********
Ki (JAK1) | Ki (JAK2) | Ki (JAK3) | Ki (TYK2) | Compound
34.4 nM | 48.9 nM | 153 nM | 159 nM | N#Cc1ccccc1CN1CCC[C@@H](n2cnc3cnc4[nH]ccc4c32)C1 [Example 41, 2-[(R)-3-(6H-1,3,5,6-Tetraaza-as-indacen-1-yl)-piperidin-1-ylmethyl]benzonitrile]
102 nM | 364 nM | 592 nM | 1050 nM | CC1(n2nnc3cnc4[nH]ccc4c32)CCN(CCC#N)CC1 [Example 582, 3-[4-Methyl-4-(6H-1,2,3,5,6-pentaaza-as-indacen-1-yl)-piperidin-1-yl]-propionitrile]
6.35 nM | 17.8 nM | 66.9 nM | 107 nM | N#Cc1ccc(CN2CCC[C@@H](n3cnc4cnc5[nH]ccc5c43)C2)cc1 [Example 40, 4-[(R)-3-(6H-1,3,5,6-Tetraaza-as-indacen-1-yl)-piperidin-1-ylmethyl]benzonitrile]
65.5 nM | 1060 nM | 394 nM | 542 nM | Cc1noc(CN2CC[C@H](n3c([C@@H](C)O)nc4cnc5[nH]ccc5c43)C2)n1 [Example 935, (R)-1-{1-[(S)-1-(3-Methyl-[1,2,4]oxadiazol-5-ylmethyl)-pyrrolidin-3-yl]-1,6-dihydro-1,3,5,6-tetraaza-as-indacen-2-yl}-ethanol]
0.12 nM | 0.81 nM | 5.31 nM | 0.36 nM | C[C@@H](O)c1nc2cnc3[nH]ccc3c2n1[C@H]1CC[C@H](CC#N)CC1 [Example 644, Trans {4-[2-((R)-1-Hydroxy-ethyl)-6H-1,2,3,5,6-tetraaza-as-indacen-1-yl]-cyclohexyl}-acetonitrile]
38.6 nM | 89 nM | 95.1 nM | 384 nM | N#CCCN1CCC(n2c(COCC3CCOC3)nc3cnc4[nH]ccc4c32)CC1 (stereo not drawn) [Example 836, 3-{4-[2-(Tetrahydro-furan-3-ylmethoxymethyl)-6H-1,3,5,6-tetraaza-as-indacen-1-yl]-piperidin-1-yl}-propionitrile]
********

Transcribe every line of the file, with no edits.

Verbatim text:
Ki (JAK1) | Ki (JAK2) | Ki (JAK3) | Ki (TYK2) | Compound
34.4 nM | 48.9 nM | 153 nM | 159 nM | N#Cc1ccccc1CN1CCC[C@@H](n2cnc3cnc4[nH]ccc4c32)C1 [Example 41, 2-[(R)-3-(6H-1,3,5,6-Tetraaza-as-indacen-1-yl)-piperidin-1-ylmethyl]benzonitrile]
102 nM | 364 nM | 592 nM | 1050 nM | CC1(n2nnc3cnc4[nH]ccc4c32)CCN(CCC#N)CC1 [Example 582, 3-[4-Methyl-4-(6H-1,2,3,5,6-pentaaza-as-indacen-1-yl)-piperidin-1-yl]-propionitrile]
6.35 nM | 17.8 nM | 66.9 nM | 107 nM | N#Cc1ccc(CN2CCC[C@@H](n3cnc4cnc5[nH]ccc5c43)C2)cc1 [Example 40, 4-[(R)-3-(6H-1,3,5,6-Tetraaza-as-indacen-1-yl)-piperidin-1-ylmethyl]benzonitrile]
65.5 nM | 1060 nM | 394 nM | 542 nM | Cc1noc(CN2CC[C@H](n3c([C@@H](C)O)nc4cnc5[nH]ccc5c43)C2)n1 [Example 935, (R)-1-{1-[(S)-1-(3-Methyl-[1,2,4]oxadiazol-5-ylmethyl)-pyrrolidin-3-yl]-1,6-dihydro-1,3,5,6-tetraaza-as-indacen-2-yl}-ethanol]
0.12 nM | 0.81 nM | 5.31 nM | 0.36 nM | C[C@@H](O)c1nc2cnc3[nH]ccc3c2n1[C@H]1CC[C@H](CC#N)CC1 [Example 644, Trans {4-[2-((R)-1-Hydroxy-ethyl)-6H-1,2,3,5,6-tetraaza-as-indacen-1-yl]-cyclohexyl}-acetonitrile]
38.6 nM | 89 nM | 95.1 nM | 384 nM | N#CCCN1CCC(n2c(COCC3CCOC3)nc3cnc4[nH]ccc4c32)CC1 (stereo not drawn) [Example 836, 3-{4-[2-(Tetrahydro-furan-3-ylmethoxymethyl)-6H-1,3,5,6-tetraaza-as-indacen-1-yl]-piperidin-1-yl}-propionitrile]